POLITICS

David Davis Trolls The EU By Telling Them The Clock Is Ticking Over Brexit Talks

The Brexit Secretary used Brussels' own jibe against them

20/08/2017 12:18 | Updated 20 August 2017
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David Davis is urging Brussels to “move swiftly” on Brexit talks ahead of the Government unveiling a raft of papers on the UK’s negotiating goals.

The Brexit Secretary will this week set out the Government’s positions on services, goods and the ending of the “direct jurisdiction” of the European Court of Justice (ECJ) – something which has proved a stumbling block in negotiations so far.

The papers – coming after similar documents on future customs arrangements and the Irish border question – are designed to ramp up pressure on Brussels to move on to the second stage of talks on securing a UK/EU free trade deal.

Reports from the EU this week suggested moving to “phase two” might be delayed until December, with the German elections in September potentially altering the approach of the bloc’s most powerful member.

Writing in the Sunday Times, Davis used EU Chief Negotiator Michel Barnier’s own “clock ticking” warning against him. 

Davis wrote: “At the start of these negotiations, both sides agreed that the aim was to make progress on four key areas: citizens’ rights, the financial settlement, Northern Ireland and Ireland, and broader separation issues.

“It was never the expectation that these would be settled by October, but simply that sufficient progress would have been made. And with the clock ticking, it wouldn’t be in either of our interests to run aspects of the negotiations twice. Both sides need to move swiftly on to discussing our future partnership, and we want that to happen after the European Council in October.

“While we are happy to negotiate and make progress on these issues, it is our long-term aim that ultimately many of these separation arrangements will not be necessary. We are seeking an ambitious free trade agreement, which provides for as tariff-free and barrier-free trade as possible. This would negate the need for separation arrangements in a number of areas.” 

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In July, Michel Barnier warned the UK he could hear a "clock ticking" on Brexit talks.

Lib Dem Brexit spokesperson Tom Brake MP said Davis was putting pressure on Brussels over the talks timetable to distract from mounting problems in the UK.

He said: “To be now, a couple of months down the line, trying to reopen the issue reeks of desperation at an approaching economic storm and a cabinet who don’t have a clue.

“Constant reports of cabinet spats show our government cannot even agree a position between themselves, let alone win concessions from EU negotiating teams in our country’s best interests.”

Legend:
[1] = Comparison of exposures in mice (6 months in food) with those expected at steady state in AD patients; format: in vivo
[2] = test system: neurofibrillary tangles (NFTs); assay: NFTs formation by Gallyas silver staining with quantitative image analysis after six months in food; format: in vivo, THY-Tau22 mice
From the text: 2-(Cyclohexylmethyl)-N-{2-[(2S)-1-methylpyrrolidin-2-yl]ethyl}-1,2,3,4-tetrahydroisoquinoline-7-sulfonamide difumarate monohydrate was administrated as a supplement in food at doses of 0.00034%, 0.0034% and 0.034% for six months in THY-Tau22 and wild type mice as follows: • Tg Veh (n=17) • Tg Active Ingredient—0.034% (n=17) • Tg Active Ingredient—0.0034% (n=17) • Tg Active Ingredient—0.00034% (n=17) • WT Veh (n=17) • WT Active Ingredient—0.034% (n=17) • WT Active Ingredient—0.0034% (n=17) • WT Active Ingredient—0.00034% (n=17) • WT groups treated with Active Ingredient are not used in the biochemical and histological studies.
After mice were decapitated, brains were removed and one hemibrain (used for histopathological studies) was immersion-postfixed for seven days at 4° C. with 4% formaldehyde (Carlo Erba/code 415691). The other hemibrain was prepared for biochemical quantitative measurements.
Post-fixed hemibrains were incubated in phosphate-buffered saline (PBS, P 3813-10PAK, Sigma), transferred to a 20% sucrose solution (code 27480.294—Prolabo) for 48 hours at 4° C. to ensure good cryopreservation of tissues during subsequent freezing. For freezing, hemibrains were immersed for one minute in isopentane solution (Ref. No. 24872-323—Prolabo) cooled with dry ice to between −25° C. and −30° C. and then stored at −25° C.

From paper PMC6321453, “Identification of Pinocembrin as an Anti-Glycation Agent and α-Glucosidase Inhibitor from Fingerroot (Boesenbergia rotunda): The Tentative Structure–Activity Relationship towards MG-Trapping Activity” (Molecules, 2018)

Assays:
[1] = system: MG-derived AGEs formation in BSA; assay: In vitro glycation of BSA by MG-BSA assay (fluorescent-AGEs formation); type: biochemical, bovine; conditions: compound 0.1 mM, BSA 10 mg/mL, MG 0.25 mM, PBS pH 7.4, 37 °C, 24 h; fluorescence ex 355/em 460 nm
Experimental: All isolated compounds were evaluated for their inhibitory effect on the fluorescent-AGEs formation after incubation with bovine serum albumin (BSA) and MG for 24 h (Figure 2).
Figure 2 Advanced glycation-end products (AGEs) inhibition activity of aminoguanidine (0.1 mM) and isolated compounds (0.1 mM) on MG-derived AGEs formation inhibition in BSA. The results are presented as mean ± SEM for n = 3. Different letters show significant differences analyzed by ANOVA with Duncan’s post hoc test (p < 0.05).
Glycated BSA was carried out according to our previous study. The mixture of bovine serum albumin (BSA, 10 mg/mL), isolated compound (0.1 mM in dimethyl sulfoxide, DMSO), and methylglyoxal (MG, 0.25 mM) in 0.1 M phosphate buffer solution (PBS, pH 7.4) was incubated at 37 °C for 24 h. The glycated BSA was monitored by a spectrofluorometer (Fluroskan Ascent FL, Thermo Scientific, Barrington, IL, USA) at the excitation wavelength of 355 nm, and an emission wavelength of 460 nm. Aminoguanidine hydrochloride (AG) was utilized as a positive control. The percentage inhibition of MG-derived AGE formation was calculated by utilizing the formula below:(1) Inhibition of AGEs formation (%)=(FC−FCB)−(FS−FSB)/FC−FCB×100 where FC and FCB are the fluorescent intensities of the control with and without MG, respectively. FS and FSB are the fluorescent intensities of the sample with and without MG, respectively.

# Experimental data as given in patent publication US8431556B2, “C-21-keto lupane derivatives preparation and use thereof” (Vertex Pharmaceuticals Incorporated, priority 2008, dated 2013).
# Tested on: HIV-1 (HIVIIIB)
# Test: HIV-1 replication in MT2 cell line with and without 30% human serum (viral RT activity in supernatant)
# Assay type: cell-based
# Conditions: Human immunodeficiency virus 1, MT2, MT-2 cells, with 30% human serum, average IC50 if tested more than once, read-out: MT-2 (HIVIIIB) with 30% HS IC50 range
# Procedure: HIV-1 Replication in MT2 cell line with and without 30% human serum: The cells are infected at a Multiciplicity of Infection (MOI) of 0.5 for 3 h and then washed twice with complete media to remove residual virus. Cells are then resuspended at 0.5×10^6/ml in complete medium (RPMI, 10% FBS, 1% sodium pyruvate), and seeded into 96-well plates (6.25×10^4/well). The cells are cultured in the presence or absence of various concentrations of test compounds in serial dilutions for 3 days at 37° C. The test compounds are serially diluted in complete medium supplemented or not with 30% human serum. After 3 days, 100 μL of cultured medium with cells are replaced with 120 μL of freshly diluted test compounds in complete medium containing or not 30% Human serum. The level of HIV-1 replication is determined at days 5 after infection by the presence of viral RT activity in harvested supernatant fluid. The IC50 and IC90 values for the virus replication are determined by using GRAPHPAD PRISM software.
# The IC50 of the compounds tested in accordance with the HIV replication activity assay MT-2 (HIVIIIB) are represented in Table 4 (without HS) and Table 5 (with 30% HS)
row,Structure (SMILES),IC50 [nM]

Prime Minister Theresa May made leaving the ECJ one of her Brexit red lines during her Lancaster House speech in January.

She said: “We will take back control of our laws and bring an end to the jurisdiction of the European Court of Justice in Britain.

“Leaving the European Union will mean that our laws will be made in Westminster, Edinburgh, Cardiff and Belfast.

“And those laws will be interpreted by judges not in Luxembourg but in courts across this country.

“Because we will not have truly left the European Union if we are not in control of our own laws.”

That position was borne out in the Government’s proposals for EU citizens’ rights after Brexit, which confirmed the ECJ would not offer legal protection for those affected.

Brussels wants the ECJ to keep its role, and today Davis seemed to water down the UK’s position slightly by saying there must be an “end to the direct jurisdiction” to the court.

He wrote: “It is vital that there are clear mechanisms to manage any disputes between the UK and the EU over the interpretation of the agreements we strike, including on trade and citizens’ rights.

“While we believe this will likely require a new and unique solution, our paper will examine a number of precedents. There is a common theme with all these examples — none of them involves the direct jurisdiction of the Court of Justice outside the EU.

“So, we’re not being dogmatic in our approach but building on existing precedents to find a solution. Ultimately, the key question here is how we fairly consider and solve disputes for both sides.”

Meanwhile, Sir Paul Jenkins, who was the Government’s most senior legal official for eight years until 2014, said Britain would have to replicate EU rules and submit to the ECJ “in all but name” if it wants to remove the need for hard borders with Ireland.

“If the UK is to be part of something close enough to a customs union or the single market to remove the need for hard borders, it will only work if the rules are identical to the EU’s own internal rules,” Sir Paul told the Observer.

“Not only must they be the same but there must be consistent policing of those rules. If Theresa May’s red line means we cannot be tied to the ECJ, the Brexit treaty will need to provide a parallel policing system.

“That may be a new court but, in reality, any new court will have to follow what the ECJ says about the EU’s own rules, otherwise the new system won’t work. So, never mind Theresa May’s foolish red line; we will have the ECJ in all but name.”

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